As an African living abroad, what are you doing about Africa’s problems?
Have you ever been asked this question? I was recently, and the following is the second installment of my answer. As with most things in life, I think money is part of the solution.
[Read the first part here if you haven’t done so already]
Unfortunately many of us in America work too much. We don’t manage to save much under the age of 40 – even though most of us are well-paid professionals. By our 40’s the sense of adventure required to contribute significantly back home is gone. Family responsibilities ($$) take center stage, and other things become more important. Those with the incomes that make wealth-building easier often stay here because life is easier and rich people are safer. The huge houses that can be purchased in nice upper-class neighborhoods are too hard to resist.
I also doubt that Africans live like visitors in the U.S. We don’t behave like people that have a home elsewhere. We acquire hard assets, and live upper-middle-class lives – some even create social clubs and the sorts of things that make it feel like “back home”. If you come to Houston, you’ll quickly find imported African foods as well as traditional fabrics. Our home countries inevitably become vacation spots, rather than places we go to get goals accomplished. Sure some people do Medical Missions, but other than saving a few lives, what systemic changes can that affect? In Lost In Abroad, one of the characters understood this, and made an effort to use his Architectural skills back home where he thought it was needed most.
For my part, I don’t have plans right now to live in Nigeria. However I recognize that plans change. I remember that I was sent out to acquire certain things, and once I have them I don’t want to be stuck here or anywhere else. I am also starting to question the merits of living out the rest of my life in the Western world. Do I want my children to grow up here? I’m not saying that there is something wrong with being here, but I have other options. I just heard that my father built a [second] small house, with the notion that my brother and I should not have to share space in the house he already has. Somewhere in the world I can live in a house without rent or mortgage payments!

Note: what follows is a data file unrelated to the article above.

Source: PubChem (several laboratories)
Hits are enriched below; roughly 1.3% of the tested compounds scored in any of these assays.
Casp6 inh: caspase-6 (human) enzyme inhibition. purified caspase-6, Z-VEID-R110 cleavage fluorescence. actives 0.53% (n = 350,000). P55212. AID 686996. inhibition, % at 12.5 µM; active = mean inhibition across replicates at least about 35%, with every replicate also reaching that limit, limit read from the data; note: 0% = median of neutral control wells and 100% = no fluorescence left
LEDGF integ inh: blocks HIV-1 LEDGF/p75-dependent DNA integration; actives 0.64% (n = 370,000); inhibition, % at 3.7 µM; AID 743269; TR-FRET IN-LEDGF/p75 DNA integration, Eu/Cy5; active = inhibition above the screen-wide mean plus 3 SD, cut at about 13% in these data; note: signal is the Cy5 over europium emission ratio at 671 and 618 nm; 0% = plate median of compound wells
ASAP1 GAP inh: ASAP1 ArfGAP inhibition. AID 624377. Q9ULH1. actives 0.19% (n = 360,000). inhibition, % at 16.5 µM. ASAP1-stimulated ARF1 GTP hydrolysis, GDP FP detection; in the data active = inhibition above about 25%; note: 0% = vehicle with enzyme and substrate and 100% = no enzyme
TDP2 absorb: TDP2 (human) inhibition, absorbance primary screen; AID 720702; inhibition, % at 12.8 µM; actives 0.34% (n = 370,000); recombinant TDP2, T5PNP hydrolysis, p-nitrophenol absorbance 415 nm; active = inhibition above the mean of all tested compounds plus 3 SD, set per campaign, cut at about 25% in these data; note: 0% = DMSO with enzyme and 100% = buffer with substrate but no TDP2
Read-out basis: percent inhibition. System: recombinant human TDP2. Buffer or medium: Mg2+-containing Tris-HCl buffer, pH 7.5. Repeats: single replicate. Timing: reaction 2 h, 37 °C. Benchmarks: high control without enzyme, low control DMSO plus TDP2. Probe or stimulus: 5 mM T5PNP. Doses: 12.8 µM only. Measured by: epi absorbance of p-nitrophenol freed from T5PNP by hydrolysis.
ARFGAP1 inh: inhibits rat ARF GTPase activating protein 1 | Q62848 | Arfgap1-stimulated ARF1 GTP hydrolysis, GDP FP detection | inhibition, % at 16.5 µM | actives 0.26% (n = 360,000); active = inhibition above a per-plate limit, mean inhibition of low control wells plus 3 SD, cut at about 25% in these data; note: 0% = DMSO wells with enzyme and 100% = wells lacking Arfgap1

Will I Be Lost In Abroad?
My family wasn’t stuck in Nigeria; nor were we stuck in Zimbabwe. When the kitchen got too hot, we moved on to greener pastures. Doesn’t it make sense that if we weren’t stuck at “home” that we wouldn’t become stuck abroad? This has many implications for how we build wealth in foreign lands, and how much we strive to be “at home” in another man’s house. Citizenship acquired through legal means doesn’t feel quite like the citizenship that is a birthright.
Every time President Barack Obama’s race or citizenship is a topic in the American media, I smile at the thought of having a place where my grandfather’s house still stands. I haven’t been there for a while, but that doesn’t mean I never will. The prodigal son always knew he could go back, because even time cannot call into question the rights a person has on the land of his ancestors. That means, no big house for me and no fancy car — not unless and until I can go home and contribute my sweat to African progress. I may or may not, but I never will if I cannot.
So now I ask you. As an African living outside your home country, what are you doing about Africa’s problems?
Albert Okagbue is a world travelled and globally educated Certified Public Accountant from Houston, Texas. He is a guest blogger on norushinafrica but mostly writes about finance related issues on http://okagbuecpa.com/